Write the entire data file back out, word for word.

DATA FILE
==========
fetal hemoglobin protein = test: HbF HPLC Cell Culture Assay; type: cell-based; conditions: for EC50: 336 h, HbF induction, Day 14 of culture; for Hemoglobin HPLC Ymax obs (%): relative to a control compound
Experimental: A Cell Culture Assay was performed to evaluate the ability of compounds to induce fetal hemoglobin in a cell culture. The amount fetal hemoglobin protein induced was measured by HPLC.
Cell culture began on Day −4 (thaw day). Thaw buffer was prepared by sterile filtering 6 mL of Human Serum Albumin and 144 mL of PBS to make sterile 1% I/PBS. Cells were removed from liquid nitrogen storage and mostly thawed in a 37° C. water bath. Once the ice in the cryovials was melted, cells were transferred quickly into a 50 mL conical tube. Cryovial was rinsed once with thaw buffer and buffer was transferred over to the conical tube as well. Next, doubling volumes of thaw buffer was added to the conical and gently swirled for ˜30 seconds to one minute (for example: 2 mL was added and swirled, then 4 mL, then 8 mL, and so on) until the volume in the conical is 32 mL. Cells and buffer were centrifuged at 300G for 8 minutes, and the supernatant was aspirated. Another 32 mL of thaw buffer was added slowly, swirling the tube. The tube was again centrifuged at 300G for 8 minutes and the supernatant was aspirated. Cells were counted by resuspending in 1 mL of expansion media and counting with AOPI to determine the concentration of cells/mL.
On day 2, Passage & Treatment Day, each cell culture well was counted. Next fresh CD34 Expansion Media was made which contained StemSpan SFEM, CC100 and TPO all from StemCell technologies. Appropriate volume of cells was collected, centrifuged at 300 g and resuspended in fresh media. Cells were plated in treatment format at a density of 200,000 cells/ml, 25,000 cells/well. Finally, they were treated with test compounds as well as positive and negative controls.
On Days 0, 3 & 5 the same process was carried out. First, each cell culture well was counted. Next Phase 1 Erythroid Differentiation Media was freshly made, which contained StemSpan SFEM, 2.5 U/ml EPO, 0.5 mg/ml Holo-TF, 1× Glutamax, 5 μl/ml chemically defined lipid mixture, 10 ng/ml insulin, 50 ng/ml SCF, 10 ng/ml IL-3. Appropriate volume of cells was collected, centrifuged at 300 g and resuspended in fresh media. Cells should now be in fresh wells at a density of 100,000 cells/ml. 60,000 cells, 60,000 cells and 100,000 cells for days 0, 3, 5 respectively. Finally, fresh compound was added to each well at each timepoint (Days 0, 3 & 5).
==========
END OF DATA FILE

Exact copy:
fetal hemoglobin protein = test: HbF HPLC Cell Culture Assay; type: cell-based; conditions: for EC50: 336 h, HbF induction, Day 14 of culture; for Hemoglobin HPLC Ymax obs (%): relative to a control compound
Experimental: A Cell Culture Assay was performed to evaluate the ability of compounds to induce fetal hemoglobin in a cell culture. The amount fetal hemoglobin protein induced was measured by HPLC.
Cell culture began on Day −4 (thaw day). Thaw buffer was prepared by sterile filtering 6 mL of Human Serum Albumin and 144 mL of PBS to make sterile 1% I/PBS. Cells were removed from liquid nitrogen storage and mostly thawed in a 37° C. water bath. Once the ice in the cryovials was melted, cells were transferred quickly into a 50 mL conical tube. Cryovial was rinsed once with thaw buffer and buffer was transferred over to the conical tube as well. Next, doubling volumes of thaw buffer was added to the conical and gently swirled for ˜30 seconds to one minute (for example: 2 mL was added and swirled, then 4 mL, then 8 mL, and so on) until the volume in the conical is 32 mL. Cells and buffer were centrifuged at 300G for 8 minutes, and the supernatant was aspirated. Another 32 mL of thaw buffer was added slowly, swirling the tube. The tube was again centrifuged at 300G for 8 minutes and the supernatant was aspirated. Cells were counted by resuspending in 1 mL of expansion media and counting with AOPI to determine the concentration of cells/mL.
On day 2, Passage & Treatment Day, each cell culture well was counted. Next fresh CD34 Expansion Media was made which contained StemSpan SFEM, CC100 and TPO all from StemCell technologies. Appropriate volume of cells was collected, centrifuged at 300 g and resuspended in fresh media. Cells were plated in treatment format at a density of 200,000 cells/ml, 25,000 cells/well. Finally, they were treated with test compounds as well as positive and negative controls.
On Days 0, 3 & 5 the same process was carried out. First, each cell culture well was counted. Next Phase 1 Erythroid Differentiation Media was freshly made, which contained StemSpan SFEM, 2.5 U/ml EPO, 0.5 mg/ml Holo-TF, 1× Glutamax, 5 μl/ml chemically defined lipid mixture, 10 ng/ml insulin, 50 ng/ml SCF, 10 ng/ml IL-3. Appropriate volume of cells was collected, centrifuged at 300 g and resuspended in fresh media. Cells should now be in fresh wells at a density of 100,000 cells/ml. 60,000 cells, 60,000 cells and 100,000 cells for days 0, 3, 5 respectively. Finally, fresh compound was added to each well at each timepoint (Days 0, 3 & 5).